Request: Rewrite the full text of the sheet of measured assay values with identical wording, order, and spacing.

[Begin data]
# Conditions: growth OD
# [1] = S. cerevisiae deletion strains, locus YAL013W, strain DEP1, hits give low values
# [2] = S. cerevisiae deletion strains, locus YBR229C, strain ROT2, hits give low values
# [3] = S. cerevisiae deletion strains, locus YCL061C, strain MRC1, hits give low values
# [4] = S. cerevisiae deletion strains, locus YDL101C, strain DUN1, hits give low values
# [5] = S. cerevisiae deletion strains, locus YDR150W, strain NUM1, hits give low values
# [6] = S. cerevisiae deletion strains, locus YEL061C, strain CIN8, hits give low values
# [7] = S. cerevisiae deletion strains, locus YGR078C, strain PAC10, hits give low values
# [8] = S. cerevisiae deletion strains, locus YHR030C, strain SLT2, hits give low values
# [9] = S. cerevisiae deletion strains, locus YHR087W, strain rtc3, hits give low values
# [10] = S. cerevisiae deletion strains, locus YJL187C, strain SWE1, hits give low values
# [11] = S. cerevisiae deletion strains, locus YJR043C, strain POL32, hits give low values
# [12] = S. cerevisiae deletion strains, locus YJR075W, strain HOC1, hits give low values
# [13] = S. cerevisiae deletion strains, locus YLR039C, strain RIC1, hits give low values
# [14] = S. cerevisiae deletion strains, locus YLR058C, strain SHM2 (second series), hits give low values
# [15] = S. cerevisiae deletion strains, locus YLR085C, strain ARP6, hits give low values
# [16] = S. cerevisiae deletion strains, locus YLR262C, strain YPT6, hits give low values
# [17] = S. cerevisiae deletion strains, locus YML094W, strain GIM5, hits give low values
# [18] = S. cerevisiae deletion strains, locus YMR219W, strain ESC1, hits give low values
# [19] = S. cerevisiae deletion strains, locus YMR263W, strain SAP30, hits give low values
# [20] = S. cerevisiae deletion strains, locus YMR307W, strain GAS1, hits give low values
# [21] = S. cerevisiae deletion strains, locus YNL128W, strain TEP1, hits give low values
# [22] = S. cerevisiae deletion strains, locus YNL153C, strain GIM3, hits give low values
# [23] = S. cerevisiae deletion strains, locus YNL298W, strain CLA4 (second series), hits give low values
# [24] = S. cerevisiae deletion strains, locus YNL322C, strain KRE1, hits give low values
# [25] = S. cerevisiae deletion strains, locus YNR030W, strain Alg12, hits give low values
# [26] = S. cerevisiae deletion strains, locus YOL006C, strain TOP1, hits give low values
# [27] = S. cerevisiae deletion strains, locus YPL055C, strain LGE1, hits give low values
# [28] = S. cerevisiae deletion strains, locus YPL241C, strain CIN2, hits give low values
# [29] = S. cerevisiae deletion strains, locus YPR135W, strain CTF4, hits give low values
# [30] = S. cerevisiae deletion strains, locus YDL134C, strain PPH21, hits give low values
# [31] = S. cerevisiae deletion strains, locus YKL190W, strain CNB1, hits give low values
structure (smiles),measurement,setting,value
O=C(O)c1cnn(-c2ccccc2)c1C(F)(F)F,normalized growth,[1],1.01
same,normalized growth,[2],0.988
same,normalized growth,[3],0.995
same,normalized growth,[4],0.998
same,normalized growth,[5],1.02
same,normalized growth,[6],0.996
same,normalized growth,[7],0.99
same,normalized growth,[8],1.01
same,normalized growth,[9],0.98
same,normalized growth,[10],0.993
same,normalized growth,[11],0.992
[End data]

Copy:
# Conditions: growth OD
# [1] = S. cerevisiae deletion strains, locus YAL013W, strain DEP1, hits give low values
# [2] = S. cerevisiae deletion strains, locus YBR229C, strain ROT2, hits give low values
# [3] = S. cerevisiae deletion strains, locus YCL061C, strain MRC1, hits give low values
# [4] = S. cerevisiae deletion strains, locus YDL101C, strain DUN1, hits give low values
# [5] = S. cerevisiae deletion strains, locus YDR150W, strain NUM1, hits give low values
# [6] = S. cerevisiae deletion strains, locus YEL061C, strain CIN8, hits give low values
# [7] = S. cerevisiae deletion strains, locus YGR078C, strain PAC10, hits give low values
# [8] = S. cerevisiae deletion strains, locus YHR030C, strain SLT2, hits give low values
# [9] = S. cerevisiae deletion strains, locus YHR087W, strain rtc3, hits give low values
# [10] = S. cerevisiae deletion strains, locus YJL187C, strain SWE1, hits give low values
# [11] = S. cerevisiae deletion strains, locus YJR043C, strain POL32, hits give low values
# [12] = S. cerevisiae deletion strains, locus YJR075W, strain HOC1, hits give low values
# [13] = S. cerevisiae deletion strains, locus YLR039C, strain RIC1, hits give low values
# [14] = S. cerevisiae deletion strains, locus YLR058C, strain SHM2 (second series), hits give low values
# [15] = S. cerevisiae deletion strains, locus YLR085C, strain ARP6, hits give low values
# [16] = S. cerevisiae deletion strains, locus YLR262C, strain YPT6, hits give low values
# [17] = S. cerevisiae deletion strains, locus YML094W, strain GIM5, hits give low values
# [18] = S. cerevisiae deletion strains, locus YMR219W, strain ESC1, hits give low values
# [19] = S. cerevisiae deletion strains, locus YMR263W, strain SAP30, hits give low values
# [20] = S. cerevisiae deletion strains, locus YMR307W, strain GAS1, hits give low values
# [21] = S. cerevisiae deletion strains, locus YNL128W, strain TEP1, hits give low values
# [22] = S. cerevisiae deletion strains, locus YNL153C, strain GIM3, hits give low values
# [23] = S. cerevisiae deletion strains, locus YNL298W, strain CLA4 (second series), hits give low values
# [24] = S. cerevisiae deletion strains, locus YNL322C, strain KRE1, hits give low values
# [25] = S. cerevisiae deletion strains, locus YNR030W, strain Alg12, hits give low values
# [26] = S. cerevisiae deletion strains, locus YOL006C, strain TOP1, hits give low values
# [27] = S. cerevisiae deletion strains, locus YPL055C, strain LGE1, hits give low values
# [28] = S. cerevisiae deletion strains, locus YPL241C, strain CIN2, hits give low values
# [29] = S. cerevisiae deletion strains, locus YPR135W, strain CTF4, hits give low values
# [30] = S. cerevisiae deletion strains, locus YDL134C, strain PPH21, hits give low values
# [31] = S. cerevisiae deletion strains, locus YKL190W, strain CNB1, hits give low values
structure (smiles),measurement,setting,value
O=C(O)c1cnn(-c2ccccc2)c1C(F)(F)F,normalized growth,[1],1.01
same,normalized growth,[2],0.988
same,normalized growth,[3],0.995
same,normalized growth,[4],0.998
same,normalized growth,[5],1.02
same,normalized growth,[6],0.996
same,normalized growth,[7],0.99
same,normalized growth,[8],1.01
same,normalized growth,[9],0.98
same,normalized growth,[10],0.993
same,normalized growth,[11],0.992